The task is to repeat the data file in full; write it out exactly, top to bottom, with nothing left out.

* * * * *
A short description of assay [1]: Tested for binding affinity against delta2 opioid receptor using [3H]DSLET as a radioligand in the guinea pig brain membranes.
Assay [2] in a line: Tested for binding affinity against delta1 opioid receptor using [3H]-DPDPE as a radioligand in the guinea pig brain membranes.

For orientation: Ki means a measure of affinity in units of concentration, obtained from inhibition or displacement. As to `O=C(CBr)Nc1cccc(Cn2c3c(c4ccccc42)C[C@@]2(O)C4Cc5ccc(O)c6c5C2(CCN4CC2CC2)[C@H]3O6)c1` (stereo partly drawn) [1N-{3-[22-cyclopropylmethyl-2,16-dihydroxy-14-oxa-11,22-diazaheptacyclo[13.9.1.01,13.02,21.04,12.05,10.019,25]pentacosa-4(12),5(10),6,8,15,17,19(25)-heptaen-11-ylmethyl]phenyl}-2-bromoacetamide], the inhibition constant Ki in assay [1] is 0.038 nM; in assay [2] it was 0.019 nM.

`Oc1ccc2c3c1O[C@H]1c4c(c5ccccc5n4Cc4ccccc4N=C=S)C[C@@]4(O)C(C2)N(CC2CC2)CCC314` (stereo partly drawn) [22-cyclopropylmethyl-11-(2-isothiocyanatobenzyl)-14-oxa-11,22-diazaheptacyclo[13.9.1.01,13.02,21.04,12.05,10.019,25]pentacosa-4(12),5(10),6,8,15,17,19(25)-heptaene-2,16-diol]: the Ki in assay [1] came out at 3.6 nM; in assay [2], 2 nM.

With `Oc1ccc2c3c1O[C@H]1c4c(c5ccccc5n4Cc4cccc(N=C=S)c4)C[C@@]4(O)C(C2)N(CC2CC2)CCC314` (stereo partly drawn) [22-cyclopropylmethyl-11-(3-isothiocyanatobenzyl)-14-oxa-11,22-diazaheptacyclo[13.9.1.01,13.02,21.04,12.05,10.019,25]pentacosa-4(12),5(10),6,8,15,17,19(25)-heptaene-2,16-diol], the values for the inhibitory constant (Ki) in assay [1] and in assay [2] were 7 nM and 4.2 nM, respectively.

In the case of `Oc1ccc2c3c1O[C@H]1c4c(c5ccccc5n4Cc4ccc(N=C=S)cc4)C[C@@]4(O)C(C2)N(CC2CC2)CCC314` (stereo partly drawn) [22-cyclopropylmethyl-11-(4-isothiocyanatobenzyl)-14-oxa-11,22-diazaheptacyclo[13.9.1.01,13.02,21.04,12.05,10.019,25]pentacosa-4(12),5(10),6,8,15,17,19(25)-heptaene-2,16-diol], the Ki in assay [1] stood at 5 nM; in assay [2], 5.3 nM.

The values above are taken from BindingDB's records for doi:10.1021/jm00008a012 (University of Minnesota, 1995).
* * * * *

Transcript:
A short description of assay [1]: Tested for binding affinity against delta2 opioid receptor using [3H]DSLET as a radioligand in the guinea pig brain membranes.
Assay [2] in a line: Tested for binding affinity against delta1 opioid receptor using [3H]-DPDPE as a radioligand in the guinea pig brain membranes.

For orientation: Ki means a measure of affinity in units of concentration, obtained from inhibition or displacement. As to `O=C(CBr)Nc1cccc(Cn2c3c(c4ccccc42)C[C@@]2(O)C4Cc5ccc(O)c6c5C2(CCN4CC2CC2)[C@H]3O6)c1` (stereo partly drawn) [1N-{3-[22-cyclopropylmethyl-2,16-dihydroxy-14-oxa-11,22-diazaheptacyclo[13.9.1.01,13.02,21.04,12.05,10.019,25]pentacosa-4(12),5(10),6,8,15,17,19(25)-heptaen-11-ylmethyl]phenyl}-2-bromoacetamide], the inhibition constant Ki in assay [1] is 0.038 nM; in assay [2] it was 0.019 nM.

`Oc1ccc2c3c1O[C@H]1c4c(c5ccccc5n4Cc4ccccc4N=C=S)C[C@@]4(O)C(C2)N(CC2CC2)CCC314` (stereo partly drawn) [22-cyclopropylmethyl-11-(2-isothiocyanatobenzyl)-14-oxa-11,22-diazaheptacyclo[13.9.1.01,13.02,21.04,12.05,10.019,25]pentacosa-4(12),5(10),6,8,15,17,19(25)-heptaene-2,16-diol]: the Ki in assay [1] came out at 3.6 nM; in assay [2], 2 nM.

With `Oc1ccc2c3c1O[C@H]1c4c(c5ccccc5n4Cc4cccc(N=C=S)c4)C[C@@]4(O)C(C2)N(CC2CC2)CCC314` (stereo partly drawn) [22-cyclopropylmethyl-11-(3-isothiocyanatobenzyl)-14-oxa-11,22-diazaheptacyclo[13.9.1.01,13.02,21.04,12.05,10.019,25]pentacosa-4(12),5(10),6,8,15,17,19(25)-heptaene-2,16-diol], the values for the inhibitory constant (Ki) in assay [1] and in assay [2] were 7 nM and 4.2 nM, respectively.

In the case of `Oc1ccc2c3c1O[C@H]1c4c(c5ccccc5n4Cc4ccc(N=C=S)cc4)C[C@@]4(O)C(C2)N(CC2CC2)CCC314` (stereo partly drawn) [22-cyclopropylmethyl-11-(4-isothiocyanatobenzyl)-14-oxa-11,22-diazaheptacyclo[13.9.1.01,13.02,21.04,12.05,10.019,25]pentacosa-4(12),5(10),6,8,15,17,19(25)-heptaene-2,16-diol], the Ki in assay [1] stood at 5 nM; in assay [2], 5.3 nM.

The values above are taken from BindingDB's records for doi:10.1021/jm00008a012 (University of Minnesota, 1995).